But seriously, I think as long as the kids using these semi-crippled computers are able to get on the net in some way (hopefully some kind of wireless infrastructure is being supported as well), it will be a smashing success. At least then they will have access to resources like Google, Wikipedia, MIT onlne, etc.

Of course with the hassle of running Linux, a lot of these kids could grow up to be master hackers...

We shall see.

I'm not too worried about that yet. first these kids have to learn how to read, write, and do arithmetic.

A lot of people here don't understand just how difficult it is for kids to go to school outside of the more developed world. Eking mentioned that.

In many areas of the world, school isn't free. Even worse is the fact that it can cost as much as a years income for a family just to send one of their children.
post #47 of 56
$100 laptop deal is nothing more than the usual gig that professors at schools use in their grants to get money. And that is just fine as long as it stays as a research project.

What they don't tell you are the hard parts.

The hardware isn't there for $100 computer to be reliable and durable in the hands of the kids.
They quote you $100 sum, but for what time duration? Surely a 3rd grader will play soccer with it in the hallway more often than you'd think. I know we did it in school with our TI-81s way back! These calculators were sturdy and solid. Still, many people would go though a 2-3 in a year. A computer will never be that sturdy unless it is simplified to TI-81 formfactor... in which case it will become a stripped down PDA. That means that you're going to have to spend $200-$300 or more per student per year. Furthermore administrative overhead will be at least as much... I know, I work in this system.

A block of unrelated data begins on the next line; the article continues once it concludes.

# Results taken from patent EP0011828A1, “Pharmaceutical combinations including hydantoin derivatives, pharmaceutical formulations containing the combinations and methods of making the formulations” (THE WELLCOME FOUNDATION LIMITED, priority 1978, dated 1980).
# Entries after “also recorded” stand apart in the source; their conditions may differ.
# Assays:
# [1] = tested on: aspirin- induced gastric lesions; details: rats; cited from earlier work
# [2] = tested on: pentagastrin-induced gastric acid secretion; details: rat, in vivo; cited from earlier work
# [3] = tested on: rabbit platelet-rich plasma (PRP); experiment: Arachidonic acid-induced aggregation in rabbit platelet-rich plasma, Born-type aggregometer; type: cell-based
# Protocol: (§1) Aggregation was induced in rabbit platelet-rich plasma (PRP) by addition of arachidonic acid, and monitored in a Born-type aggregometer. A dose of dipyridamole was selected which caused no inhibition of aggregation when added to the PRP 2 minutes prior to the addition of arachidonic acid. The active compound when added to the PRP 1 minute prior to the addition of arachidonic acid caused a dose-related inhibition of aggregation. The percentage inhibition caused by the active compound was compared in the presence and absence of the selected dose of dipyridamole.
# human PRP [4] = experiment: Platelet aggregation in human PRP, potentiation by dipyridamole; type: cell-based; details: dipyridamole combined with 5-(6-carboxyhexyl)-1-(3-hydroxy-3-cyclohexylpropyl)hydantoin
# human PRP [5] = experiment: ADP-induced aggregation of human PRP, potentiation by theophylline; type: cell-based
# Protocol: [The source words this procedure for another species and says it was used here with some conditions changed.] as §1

But the biggest thing they don't tell you is about support! Who will provide technical support to such a volume of computers? You can bet that tech support will cost many times more than the computer itself. You can't cut costs here since people are expensive! Schools can't afford that since skilled IT people are expensive these days and hardware support will need specialized testing equipment which is also expensive.

The next thing is the quality. One certainly can't afford to have Sony or Fujitsu build this so you have to go to 2nd or 3rd tier OEM. You'll have quality problems up the wazoo!
Imagine if they deploy 10 million of these things and a month down the road you have a cold-solder problem on the motherboard and 5 million of them need to be replaced... OEM will eat most of the hardware repair cost, but who is going to provide the collection and distribution infrastructure? That's expensive... compared to the cost of the laptop.

By the time you're done, your $100 laptop is really costing you $1000 and you might as well have bought a DELL or a MAC at a nice discount with 3 year support infrastructure.

And these are real problems that one is faced with in US of A. Imagine a developing country where it's easier to buy an AK47 than a sack of potatoes!
post #48 of 56
Quote:
Originally posted by MacCrazy
America creating the next generation of criminals - where have I heard that before?

Hackers are not "criminals". Hackers are people who hack the code of a certain application, kernel, or OS. In the Linux community, people working on the Linux kernel are known as "kernel hackers".

The term hacker is meant to signify that someone is skilled in programming. The word you're looking for is 'cracker', that is, someone that is involved in illegal activities.
'L'enfer, c'est les autres' - JPS
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post #49 of 56
Quote:
Originally posted by Gene Clean
Hackers are not "criminals". Hackers are people who hack the code of a certain application, kernel, or OS. In the Linux community, people working on the Linux kernel are known as "kernel hackers".

The term hacker is meant to signify that someone is skilled in programming. The word you're looking for is 'cracker', that is, someone that is involved in illegal activities.

Unfortunately, while you are correct, the meaning of the word has changed in the public space over the years,



Even some "crackers" have referred to themselves as hackers.